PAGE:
Residents of the 8th congressional district are terrified that their Social Security and Medicare benefits are going to be cut, U.S. Rep. Tammy Duckworth (D, IL-8) said after an hourlong meet and greet with constituents in Elgin this weekend.
“They’re barely making ends meet,” Duckworth told Progress Illinois at her third Congress at Your Corner event, held at the Gail Borden Library. “Whatever we do to balance our nation’s budget, it cannot be on the backs of these people.”
Dozens of people lined up to say hello and take their picture with Duckworth, while others shared their personal struggles and concerns with the congresswoman.
Jim Ceithaml, who has lived in Elgin for more than four decades, said his wife recently developed cancer and they depend on Medicare to help cover medical expenses.
“We’re sitting here looking at four major surgeries for cancer. We’ve just gotten through the fourth one ... and we have tens of thousands of dollars worth of bills that are covered by Medicare,” Ceithaml said after meeting the congresswoman. “We would have lost our house three times over already if there had not been the present level of Medicare, and to make it a lower level is just unconscionable.”
President Barack Obama’s controversial budget proposal for fiscal year 2014 released last week looks to cut $400 billion from health care programs such as Medicare over a 10-year period and make changes to Social Security through the "chained CPI" inflation formula.
Last month, the Republican-controlled House approved its 2014 budget, which was crafted by U.S. Rep. Paul Ryan (R, WI-1).
Duckworth said she voted ‘no’ for the Republican plan, because it would reopen the Medicare drug "doughnut hole," requiring seniors to pay a higher price for prescription medications, along with other detrimental cuts to the program and to Social Security.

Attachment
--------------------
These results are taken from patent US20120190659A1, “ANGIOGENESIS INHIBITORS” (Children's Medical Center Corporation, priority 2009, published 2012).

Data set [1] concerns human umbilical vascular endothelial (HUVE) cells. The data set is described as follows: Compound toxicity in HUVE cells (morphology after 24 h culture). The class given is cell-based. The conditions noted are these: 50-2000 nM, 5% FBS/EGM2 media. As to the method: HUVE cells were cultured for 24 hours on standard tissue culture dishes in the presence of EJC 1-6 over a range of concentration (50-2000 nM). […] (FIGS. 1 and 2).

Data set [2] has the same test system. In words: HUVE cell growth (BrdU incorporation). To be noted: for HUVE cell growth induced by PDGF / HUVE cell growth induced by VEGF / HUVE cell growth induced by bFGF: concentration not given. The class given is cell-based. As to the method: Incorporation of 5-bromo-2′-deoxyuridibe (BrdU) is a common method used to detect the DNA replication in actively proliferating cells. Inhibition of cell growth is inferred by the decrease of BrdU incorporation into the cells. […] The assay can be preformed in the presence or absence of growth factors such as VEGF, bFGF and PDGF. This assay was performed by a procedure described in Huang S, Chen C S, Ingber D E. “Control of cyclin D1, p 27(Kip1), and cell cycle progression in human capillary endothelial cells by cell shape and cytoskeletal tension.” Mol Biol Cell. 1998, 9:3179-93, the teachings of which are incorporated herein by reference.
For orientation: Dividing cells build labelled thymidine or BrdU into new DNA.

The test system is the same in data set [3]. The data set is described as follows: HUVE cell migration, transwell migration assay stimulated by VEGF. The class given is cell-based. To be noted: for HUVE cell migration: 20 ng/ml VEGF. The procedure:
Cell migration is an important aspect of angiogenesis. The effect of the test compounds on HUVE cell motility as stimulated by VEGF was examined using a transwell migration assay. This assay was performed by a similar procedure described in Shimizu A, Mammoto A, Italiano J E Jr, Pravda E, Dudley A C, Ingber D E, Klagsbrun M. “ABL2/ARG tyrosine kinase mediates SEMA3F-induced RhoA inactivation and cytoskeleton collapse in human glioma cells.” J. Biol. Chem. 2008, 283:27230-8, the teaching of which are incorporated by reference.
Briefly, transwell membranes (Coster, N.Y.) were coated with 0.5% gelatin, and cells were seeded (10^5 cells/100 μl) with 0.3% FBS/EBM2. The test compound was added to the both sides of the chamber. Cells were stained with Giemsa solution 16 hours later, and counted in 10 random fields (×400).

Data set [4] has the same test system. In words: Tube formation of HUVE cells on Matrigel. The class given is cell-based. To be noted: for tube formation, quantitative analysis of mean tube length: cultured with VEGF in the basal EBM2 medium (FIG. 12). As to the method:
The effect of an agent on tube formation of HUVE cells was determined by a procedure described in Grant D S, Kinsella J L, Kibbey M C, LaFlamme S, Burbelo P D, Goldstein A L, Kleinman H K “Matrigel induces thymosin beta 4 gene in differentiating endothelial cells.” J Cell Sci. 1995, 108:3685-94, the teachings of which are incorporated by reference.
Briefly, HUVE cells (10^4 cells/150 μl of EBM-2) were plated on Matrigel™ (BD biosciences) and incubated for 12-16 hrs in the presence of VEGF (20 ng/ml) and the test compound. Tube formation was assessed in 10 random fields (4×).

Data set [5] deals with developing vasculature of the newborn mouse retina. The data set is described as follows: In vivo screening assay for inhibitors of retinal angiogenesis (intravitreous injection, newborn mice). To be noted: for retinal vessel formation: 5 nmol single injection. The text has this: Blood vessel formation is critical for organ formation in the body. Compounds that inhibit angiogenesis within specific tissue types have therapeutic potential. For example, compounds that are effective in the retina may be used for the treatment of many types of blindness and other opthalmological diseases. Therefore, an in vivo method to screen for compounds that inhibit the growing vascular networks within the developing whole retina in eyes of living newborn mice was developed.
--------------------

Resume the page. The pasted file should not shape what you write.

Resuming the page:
The Senate voted the Ryan budget plan down in their chamber.
“Right now, people who are less well off than I am and my wife is, who are our age and are dependent on Social Security and Medicare, are truly panicked,” Ceithaml said. “I mean these people are just ... living in fear every day, and it’s terrible. It is a terrible thing to see.”
Ceithaml said the congresswoman told him she would not support any cuts to either program.
“Never in my travels have I ever had someone come up to me and say, ‘Please get rid of Social Security. I get too much money. Please get rid of Medicare. I have too much health care,’” Duckworth told Progress Illinois. “People are scared and desperate, and so whatever we do to balance our budget, we have to cut where we need to cut.”
She suggested ending tax subsidies for the oil and gas industry.
“Why are we spending money on that when we have people like this who are barely making ends meet,” she asked.
The other key concern among 8th congressional district constituents who came to meet Duckworth is the need for more small business and local entrepreneurial assistance.
“One gentleman wanted to do a gluten free, organic bakery, and he’s been selling at some of the local farmers markets, but he’s looking for capital so he can expand,” Duckworth said. “Some of the local grocery stores are interested, but he doesn’t know (where) to go next.”
She said her office would work with centers for economic development and small businesses in order to help the various entrepreneurs who spoke with her.
Another Elgin resident, Dana Knight, said she’s concerned that there’s even talk about changing Social Security's cost of living adjustments (COLA) to the “chained CPI” inflation formula.
“That’s still real money to people that need it that are on [a] fixed income or a budget,” she said after having the chance to speak with Duckworth.
Knight said Medicare should be made more efficient and tax loopholes closed for big companies that shift their profits to offshore tax havens.
“I think the people who are very wealthy and corporations that are not paying their fair share really need to step up, because they’re making their money on people in the country, so they should be supporting the country and paying their fair share, not sending money to the Cayman Islands or dodging their responsibilities,” she said.
Knight stressed to Duckworth that people need their Social Security benefits because they’ve paid into the program for their whole careers.
“I’m going to fight as hard as I can for Medicare and Social Security,” Duckworth responded.